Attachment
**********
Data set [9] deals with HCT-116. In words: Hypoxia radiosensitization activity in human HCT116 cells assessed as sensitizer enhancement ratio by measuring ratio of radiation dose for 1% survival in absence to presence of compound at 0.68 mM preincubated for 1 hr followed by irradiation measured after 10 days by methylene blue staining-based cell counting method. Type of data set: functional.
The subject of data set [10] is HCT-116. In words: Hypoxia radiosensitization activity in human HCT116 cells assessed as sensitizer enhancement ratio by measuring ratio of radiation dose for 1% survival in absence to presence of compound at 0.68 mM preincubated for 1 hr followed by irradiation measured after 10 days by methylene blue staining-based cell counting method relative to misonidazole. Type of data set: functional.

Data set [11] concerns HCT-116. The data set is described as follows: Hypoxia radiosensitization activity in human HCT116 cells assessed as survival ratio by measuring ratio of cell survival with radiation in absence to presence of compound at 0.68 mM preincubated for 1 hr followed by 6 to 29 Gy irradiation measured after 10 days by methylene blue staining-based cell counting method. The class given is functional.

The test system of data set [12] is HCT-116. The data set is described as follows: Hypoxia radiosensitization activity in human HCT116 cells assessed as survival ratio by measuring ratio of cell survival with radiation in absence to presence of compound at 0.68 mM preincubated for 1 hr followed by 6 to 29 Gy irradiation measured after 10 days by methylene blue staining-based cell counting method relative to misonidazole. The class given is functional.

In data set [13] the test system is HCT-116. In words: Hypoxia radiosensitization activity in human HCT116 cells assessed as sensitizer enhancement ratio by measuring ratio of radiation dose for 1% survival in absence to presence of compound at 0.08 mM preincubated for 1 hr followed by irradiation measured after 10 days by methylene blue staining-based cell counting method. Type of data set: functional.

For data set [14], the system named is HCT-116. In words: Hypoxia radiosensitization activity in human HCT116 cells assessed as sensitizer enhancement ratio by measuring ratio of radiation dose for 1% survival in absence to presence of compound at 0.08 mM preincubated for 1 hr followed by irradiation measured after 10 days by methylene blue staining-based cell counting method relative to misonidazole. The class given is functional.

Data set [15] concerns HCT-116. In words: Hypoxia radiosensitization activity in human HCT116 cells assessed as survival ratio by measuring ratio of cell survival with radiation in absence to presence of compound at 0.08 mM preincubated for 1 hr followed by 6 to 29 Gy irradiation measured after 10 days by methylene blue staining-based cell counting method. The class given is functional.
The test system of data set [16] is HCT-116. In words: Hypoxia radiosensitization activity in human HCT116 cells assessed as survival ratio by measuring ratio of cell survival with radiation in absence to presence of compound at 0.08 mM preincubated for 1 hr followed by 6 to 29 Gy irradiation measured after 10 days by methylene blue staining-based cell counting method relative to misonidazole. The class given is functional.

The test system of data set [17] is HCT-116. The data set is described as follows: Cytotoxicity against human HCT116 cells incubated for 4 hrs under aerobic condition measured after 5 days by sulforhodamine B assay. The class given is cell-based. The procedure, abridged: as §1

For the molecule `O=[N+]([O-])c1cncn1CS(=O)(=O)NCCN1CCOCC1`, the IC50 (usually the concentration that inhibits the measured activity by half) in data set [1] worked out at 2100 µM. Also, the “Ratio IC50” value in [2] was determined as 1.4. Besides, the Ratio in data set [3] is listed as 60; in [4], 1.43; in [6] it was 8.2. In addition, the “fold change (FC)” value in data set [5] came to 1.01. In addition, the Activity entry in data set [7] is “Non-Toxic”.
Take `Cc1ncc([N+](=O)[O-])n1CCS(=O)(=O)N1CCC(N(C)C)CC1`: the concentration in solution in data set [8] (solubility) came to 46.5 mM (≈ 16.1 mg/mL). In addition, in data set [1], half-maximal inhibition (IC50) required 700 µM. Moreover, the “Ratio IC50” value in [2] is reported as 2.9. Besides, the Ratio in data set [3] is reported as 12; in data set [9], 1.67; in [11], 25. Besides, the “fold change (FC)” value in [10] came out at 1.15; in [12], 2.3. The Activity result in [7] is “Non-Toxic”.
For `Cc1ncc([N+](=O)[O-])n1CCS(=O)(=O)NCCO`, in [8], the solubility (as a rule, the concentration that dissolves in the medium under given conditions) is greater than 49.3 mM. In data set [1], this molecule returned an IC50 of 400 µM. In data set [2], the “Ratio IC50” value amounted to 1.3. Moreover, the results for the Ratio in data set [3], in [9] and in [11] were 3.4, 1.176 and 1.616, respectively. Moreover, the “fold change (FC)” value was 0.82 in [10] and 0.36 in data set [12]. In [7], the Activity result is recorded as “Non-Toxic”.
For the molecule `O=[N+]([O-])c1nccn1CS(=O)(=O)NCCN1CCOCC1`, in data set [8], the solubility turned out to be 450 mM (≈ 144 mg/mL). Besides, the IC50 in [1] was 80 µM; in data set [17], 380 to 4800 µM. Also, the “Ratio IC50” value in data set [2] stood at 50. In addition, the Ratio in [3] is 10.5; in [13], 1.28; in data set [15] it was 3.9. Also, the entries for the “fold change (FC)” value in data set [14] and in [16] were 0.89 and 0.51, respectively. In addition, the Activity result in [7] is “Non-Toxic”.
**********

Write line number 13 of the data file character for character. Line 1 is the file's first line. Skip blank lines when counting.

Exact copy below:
For the molecule `O=[N+]([O-])c1nccn1CS(=O)(=O)NCCN1CCOCC1`, in data set [8], the solubility turned out to be 450 mM (≈ 144 mg/mL). Besides, the IC50 in [1] was 80 µM; in data set [17], 380 to 4800 µM. Also, the “Ratio IC50” value in data set [2] stood at 50. In addition, the Ratio in [3] is 10.5; in [13], 1.28; in data set [15] it was 3.9. Also, the entries for the “fold change (FC)” value in data set [14] and in [16] were 0.89 and 0.51, respectively. In addition, the Activity result in [7] is “Non-Toxic”.